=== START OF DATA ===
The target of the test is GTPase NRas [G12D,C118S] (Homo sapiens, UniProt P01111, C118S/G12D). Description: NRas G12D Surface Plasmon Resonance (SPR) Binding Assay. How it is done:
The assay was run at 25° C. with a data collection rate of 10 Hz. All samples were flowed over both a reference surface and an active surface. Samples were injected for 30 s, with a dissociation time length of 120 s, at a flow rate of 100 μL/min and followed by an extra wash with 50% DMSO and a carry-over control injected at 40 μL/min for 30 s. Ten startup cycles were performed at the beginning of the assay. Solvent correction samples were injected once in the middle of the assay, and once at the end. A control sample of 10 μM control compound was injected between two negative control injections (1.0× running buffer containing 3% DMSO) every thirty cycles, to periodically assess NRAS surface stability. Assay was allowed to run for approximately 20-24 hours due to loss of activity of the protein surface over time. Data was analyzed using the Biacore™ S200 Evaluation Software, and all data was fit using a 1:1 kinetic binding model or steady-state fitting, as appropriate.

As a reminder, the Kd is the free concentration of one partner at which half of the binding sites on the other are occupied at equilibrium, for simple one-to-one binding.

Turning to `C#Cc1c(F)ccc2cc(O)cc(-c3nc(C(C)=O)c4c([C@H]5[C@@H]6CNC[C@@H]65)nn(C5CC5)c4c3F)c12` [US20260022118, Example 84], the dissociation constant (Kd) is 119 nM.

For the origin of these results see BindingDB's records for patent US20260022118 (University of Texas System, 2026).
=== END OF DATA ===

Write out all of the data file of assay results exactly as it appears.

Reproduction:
The target of the test is GTPase NRas [G12D,C118S] (Homo sapiens, UniProt P01111, C118S/G12D). Description: NRas G12D Surface Plasmon Resonance (SPR) Binding Assay. How it is done:
The assay was run at 25° C. with a data collection rate of 10 Hz. All samples were flowed over both a reference surface and an active surface. Samples were injected for 30 s, with a dissociation time length of 120 s, at a flow rate of 100 μL/min and followed by an extra wash with 50% DMSO and a carry-over control injected at 40 μL/min for 30 s. Ten startup cycles were performed at the beginning of the assay. Solvent correction samples were injected once in the middle of the assay, and once at the end. A control sample of 10 μM control compound was injected between two negative control injections (1.0× running buffer containing 3% DMSO) every thirty cycles, to periodically assess NRAS surface stability. Assay was allowed to run for approximately 20-24 hours due to loss of activity of the protein surface over time. Data was analyzed using the Biacore™ S200 Evaluation Software, and all data was fit using a 1:1 kinetic binding model or steady-state fitting, as appropriate.

As a reminder, the Kd is the free concentration of one partner at which half of the binding sites on the other are occupied at equilibrium, for simple one-to-one binding.

Turning to `C#Cc1c(F)ccc2cc(O)cc(-c3nc(C(C)=O)c4c([C@H]5[C@@H]6CNC[C@@H]65)nn(C5CC5)c4c3F)c12` [US20260022118, Example 84], the dissociation constant (Kd) is 119 nM.

For the origin of these results see BindingDB's records for patent US20260022118 (University of Texas System, 2026).